To be fair, it wasn’t just Republicans who criticized Biden’s line. Full-time troll Glenn Greenwald crawled out from under his bridge to do what he always does – to purposely misunderstand a statement so he can react in mock indignation. In this case, Greenwald brought up both September 11 and Pearl Harbor. Which … doesn’t even deserve a Honorable Mention on the Greenwald Bad Takes list.
Make the easy transition from Greenwald to Leni RiefenstahlDinesh D’Souza, the spiritual heir, suggested that Congress should have laughed at the idea that the January 6 attack posed a threat to the nation. Instead, says D’Souza, it was a “passage”. A passageway that happened to be accompanied by zip ties, police attacks, and a gallows on the Capitol lawn.
Tucker Carlson also brought an extra Dander Dander to his show that night so he could mock Biden’s testimony. Rather than calling the attack on the Capitol an attack on democracy, Carlson suggested, “How about the 1965 Immigration Act?” would be on Carlson’s list of very bad things too. It also shows that Carlson believes American democracy ended four years before he was born. That explains a lot.
One statement that can cause outrage in Greenwald, D’Souza, and Carlson is simple enough. It’s called “tell the truth”. But there’s more going on here than just an uncomfortable fact.
To downplay the importance of January 6, other Conservative writers brought up the assassination attempt on Kennedy and the attempt on Ronald Reagan’s life. They trudged through the Oklahoma City bombings and protested the actions of the 1960s. In fact, at least one right-wing radio host insisted that the worst attack on our democracy was actually that “Democrats stole the elections” and that January 6th was fine – something you are apparently still allowed to say on Twitter without also just a warning.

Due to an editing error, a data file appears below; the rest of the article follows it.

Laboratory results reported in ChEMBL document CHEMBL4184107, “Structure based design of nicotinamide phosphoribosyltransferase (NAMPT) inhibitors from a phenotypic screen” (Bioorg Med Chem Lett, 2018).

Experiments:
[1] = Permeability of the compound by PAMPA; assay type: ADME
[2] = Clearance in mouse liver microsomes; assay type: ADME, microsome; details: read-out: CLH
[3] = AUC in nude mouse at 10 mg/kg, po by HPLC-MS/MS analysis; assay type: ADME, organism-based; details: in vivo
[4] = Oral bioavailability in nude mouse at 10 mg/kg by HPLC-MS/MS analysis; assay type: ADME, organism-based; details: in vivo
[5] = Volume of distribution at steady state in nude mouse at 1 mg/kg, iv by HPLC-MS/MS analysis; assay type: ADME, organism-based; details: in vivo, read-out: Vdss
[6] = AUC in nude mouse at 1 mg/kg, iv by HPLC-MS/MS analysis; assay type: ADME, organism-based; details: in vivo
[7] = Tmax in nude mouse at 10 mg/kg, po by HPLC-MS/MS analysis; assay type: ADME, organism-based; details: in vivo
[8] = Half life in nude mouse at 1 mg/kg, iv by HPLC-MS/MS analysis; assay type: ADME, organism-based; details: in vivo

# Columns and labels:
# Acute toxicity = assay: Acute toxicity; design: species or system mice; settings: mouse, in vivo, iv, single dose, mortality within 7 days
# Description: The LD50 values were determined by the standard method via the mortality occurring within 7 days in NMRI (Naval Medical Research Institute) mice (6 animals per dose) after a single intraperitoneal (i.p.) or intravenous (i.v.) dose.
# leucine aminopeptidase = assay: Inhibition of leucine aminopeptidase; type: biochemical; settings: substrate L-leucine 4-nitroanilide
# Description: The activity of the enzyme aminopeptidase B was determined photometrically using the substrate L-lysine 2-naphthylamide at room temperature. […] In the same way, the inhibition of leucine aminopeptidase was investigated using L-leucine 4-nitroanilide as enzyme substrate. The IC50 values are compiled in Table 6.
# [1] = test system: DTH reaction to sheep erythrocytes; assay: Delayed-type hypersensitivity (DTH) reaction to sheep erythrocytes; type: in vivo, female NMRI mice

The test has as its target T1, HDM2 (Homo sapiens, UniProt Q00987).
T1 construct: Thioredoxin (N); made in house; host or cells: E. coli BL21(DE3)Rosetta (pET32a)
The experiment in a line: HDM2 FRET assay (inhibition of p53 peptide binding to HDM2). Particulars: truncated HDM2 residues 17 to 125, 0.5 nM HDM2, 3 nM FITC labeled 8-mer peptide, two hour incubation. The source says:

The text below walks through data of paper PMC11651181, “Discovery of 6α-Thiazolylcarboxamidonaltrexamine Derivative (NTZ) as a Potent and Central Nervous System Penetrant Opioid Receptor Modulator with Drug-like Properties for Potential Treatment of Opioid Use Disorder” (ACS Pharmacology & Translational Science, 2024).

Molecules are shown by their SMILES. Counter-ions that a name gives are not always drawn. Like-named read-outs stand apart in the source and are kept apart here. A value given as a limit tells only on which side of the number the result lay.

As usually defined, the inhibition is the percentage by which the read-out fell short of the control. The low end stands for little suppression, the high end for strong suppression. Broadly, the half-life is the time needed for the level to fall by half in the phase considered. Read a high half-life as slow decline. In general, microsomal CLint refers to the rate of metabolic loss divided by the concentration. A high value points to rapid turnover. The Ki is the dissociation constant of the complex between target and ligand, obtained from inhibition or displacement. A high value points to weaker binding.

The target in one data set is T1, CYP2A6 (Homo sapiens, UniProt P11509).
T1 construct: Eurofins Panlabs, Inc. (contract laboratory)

There are three good reasons the chorus of indignation broke out over that one line in Biden’s speech.
Accepting the real impact of January 6th would mean recognizing the uniqueness of the event. This was not an attack by an outside power, an off-keel shooter, or a gathering of underground extremists. This was an attack on democracy openly nourished and openly fed by the highest levels of the Republican Party. It was the greatest threat to our democracy because, unlike any other moment, it could very well have worked out. Forgetting for a moment how incomparable the events actually are, neither September 11 nor Pearl Harbor posed a major threat to American democracy. The uprising was on January 6th.
The second reason the right (and pseudo-left Greenwald) is so focused on this line is because they are hoping to keep people from looking too closely at the rest of Biden’s speech. And it was a speech from hell. It is filled not only with promises, but also with promises. It defines a decade worth of projects that four decades sloth could undo. It’s ambitious. It’s progressive. It’s good. Go read it again.
That leads directly to the final reason why the law keeps pointing to this line: You have no plan. Of course, that’s not entirely true. You have a plan to limit Americans’ ability to cast votes. They have a plan to continue the attacks on trans teenagers. They have a plan to vote against anything Biden suggests while complaining that he is “not bipartisan”. Their plan is to keep using the word “socialism” as if it were a magical spell.
They just have no plan to do anything positive for the American people. The party of indignation has nothing left but indignation. And even that looks very small.